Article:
Ngugi has just returned from traveling, but was kind enough to answer a few questions about his work, his ideas, and Wizard of the Crow:
Q: How did you settle on the structure and design of Wizard of the Crow? It is such a large, rich, all-encompassing book ... how did you decide what to put in, what to leave out, and which characters' stories to tell at particular times?
Ngugi: The writing of Wizard of the Crow was more of a possession than conscious plotting. The structure developed with the story. As they dawned on me, many incidents were a surprise to me too, often eliciting laughter. However editing later does allow for reduction of redundancies.
Q: Much has changed in Kenya, in Africa, in the world since you began work on Wizard of the Crow -- did those changes affect how the book progressed when you wrote it or translated it?
Ngugi: No, no, because the essence of globalization within Africa and between Africa and the West remains the same despite surface changes. That is why I call it a global epic from Africa.
Q: What are the attractions for you of myth and fantasy in storytelling? Is there a difference between how such things are used in orature versus literature?
Ngugi: I am fascinated by how myths are made and how they grow. A person witnesses an event, say a car accident. In order to to convey the essence and reality of the horror to another who was not present, he exaggerates. The recipient of the slightly exaggerated adds his own exggeration when telling the story to somebody else. And soon the story becomes almost larger than the actual event but it retains the essential truth.
Q: Has your approach to translating your work from Gikuyu to English changed since Devil on the Cross?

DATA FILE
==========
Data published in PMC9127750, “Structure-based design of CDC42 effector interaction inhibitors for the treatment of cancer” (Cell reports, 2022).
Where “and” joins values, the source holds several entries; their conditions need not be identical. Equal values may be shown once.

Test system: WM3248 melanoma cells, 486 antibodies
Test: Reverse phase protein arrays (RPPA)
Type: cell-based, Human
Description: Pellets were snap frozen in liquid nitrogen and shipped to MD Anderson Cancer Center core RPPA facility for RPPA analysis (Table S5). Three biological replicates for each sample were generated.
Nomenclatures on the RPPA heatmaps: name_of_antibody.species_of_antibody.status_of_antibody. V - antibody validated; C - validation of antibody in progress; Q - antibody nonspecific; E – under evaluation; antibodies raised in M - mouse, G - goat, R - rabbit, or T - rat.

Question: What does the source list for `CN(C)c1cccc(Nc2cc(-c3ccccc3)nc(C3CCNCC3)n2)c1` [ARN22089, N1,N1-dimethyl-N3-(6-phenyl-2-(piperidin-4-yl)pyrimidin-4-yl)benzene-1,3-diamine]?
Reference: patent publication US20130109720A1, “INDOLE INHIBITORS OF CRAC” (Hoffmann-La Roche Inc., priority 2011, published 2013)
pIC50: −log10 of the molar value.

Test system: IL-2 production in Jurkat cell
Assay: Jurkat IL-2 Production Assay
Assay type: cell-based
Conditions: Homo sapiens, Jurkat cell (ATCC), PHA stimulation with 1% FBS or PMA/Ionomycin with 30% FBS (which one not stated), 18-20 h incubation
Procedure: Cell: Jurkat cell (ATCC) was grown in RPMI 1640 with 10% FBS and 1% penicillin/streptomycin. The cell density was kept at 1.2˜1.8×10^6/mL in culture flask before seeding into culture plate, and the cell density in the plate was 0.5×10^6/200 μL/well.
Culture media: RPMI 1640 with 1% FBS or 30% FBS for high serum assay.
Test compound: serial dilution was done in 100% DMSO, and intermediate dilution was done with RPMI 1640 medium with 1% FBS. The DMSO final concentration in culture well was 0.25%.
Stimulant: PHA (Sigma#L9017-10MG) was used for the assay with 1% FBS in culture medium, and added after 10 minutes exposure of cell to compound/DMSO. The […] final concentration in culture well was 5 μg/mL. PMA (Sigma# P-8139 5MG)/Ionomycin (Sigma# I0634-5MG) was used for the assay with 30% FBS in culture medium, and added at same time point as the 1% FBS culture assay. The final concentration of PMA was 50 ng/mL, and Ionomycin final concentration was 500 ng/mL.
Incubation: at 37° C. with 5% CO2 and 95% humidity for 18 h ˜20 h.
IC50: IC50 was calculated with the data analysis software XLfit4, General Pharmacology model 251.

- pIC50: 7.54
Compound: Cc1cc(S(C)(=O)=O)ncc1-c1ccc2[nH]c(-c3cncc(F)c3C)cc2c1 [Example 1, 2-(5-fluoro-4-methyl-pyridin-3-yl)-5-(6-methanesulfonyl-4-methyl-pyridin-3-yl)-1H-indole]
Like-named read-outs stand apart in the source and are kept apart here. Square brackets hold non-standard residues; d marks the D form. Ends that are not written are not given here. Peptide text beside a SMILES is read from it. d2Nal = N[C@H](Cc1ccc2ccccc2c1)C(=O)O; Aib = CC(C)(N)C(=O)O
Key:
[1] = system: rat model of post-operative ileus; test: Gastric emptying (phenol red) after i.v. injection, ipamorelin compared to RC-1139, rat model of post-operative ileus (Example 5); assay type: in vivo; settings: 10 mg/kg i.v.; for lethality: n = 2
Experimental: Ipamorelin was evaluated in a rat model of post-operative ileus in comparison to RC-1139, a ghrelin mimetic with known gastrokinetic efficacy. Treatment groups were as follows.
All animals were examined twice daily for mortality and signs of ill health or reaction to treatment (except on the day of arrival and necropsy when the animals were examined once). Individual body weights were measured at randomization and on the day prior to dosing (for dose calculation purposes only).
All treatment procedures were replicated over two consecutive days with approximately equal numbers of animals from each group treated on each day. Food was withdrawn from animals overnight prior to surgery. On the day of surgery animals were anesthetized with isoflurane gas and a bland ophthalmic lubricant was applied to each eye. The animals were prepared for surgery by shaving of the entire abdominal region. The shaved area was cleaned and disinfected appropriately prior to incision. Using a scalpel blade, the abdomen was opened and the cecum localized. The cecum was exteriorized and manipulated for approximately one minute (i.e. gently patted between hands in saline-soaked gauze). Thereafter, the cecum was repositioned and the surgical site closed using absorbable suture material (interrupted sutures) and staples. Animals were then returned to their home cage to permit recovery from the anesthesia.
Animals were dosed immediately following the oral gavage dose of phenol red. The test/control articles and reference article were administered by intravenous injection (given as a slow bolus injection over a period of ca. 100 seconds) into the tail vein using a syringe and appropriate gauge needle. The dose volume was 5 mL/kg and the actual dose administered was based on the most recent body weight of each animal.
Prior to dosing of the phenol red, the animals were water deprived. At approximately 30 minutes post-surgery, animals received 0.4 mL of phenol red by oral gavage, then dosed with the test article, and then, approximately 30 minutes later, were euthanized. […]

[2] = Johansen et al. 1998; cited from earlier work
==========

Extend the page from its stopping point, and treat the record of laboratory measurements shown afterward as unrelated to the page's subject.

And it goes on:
Ngugi: Slightly. In Devil on the Cross I tried to stay fairly close to the sytanx of the original, or rather tried to capture the feel of the original syntax. In Wizard of the Crow, I just tried to capture the imagery, rhythm, and spirit of the original story.
Q: You have in the past noted the importance of translation between African languages (e.g. from Gikuyu to Kiswahili and vice versa). Is such translation happening now? Is its importance the same?
Ngugi: Yes, I believe there should be more translations between African languages and also between African languages and those of Asia, Latin America, Native America. Unfortunately, not much is happening in that area.
Q: Who are writers whose work you would like to see gain a larger audience?
Ngugi: I would like to see more translations from works written in the original languages of Asia, Africa, Native South American and Native America. I am always curious as to what treasures are hidden in those languages.
Q: You have studied film and made films, and I'm curious if any films recently have captured your attention, either for better or worse.
Ngugi: I recently saw The Last King of Scotland and I was very impressed by the story and the acting. I thought it captured the horror of the Idi Amn dictatorship quite well. But they could have shown a bit more of its linkages to the West.